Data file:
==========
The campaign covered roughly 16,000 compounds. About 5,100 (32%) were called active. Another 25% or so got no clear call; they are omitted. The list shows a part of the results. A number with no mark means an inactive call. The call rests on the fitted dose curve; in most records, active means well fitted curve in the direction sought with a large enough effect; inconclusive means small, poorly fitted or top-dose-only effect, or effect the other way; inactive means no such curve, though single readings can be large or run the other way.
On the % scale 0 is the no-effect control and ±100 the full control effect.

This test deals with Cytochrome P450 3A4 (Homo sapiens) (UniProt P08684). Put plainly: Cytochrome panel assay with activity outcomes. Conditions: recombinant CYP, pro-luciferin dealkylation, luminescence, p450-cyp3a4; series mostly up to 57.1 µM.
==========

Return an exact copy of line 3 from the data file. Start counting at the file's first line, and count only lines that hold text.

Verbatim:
This test deals with Cytochrome P450 3A4 (Homo sapiens) (UniProt P08684). Put plainly: Cytochrome panel assay with activity outcomes. Conditions: recombinant CYP, pro-luciferin dealkylation, luminescence, p450-cyp3a4; series mostly up to 57.1 µM.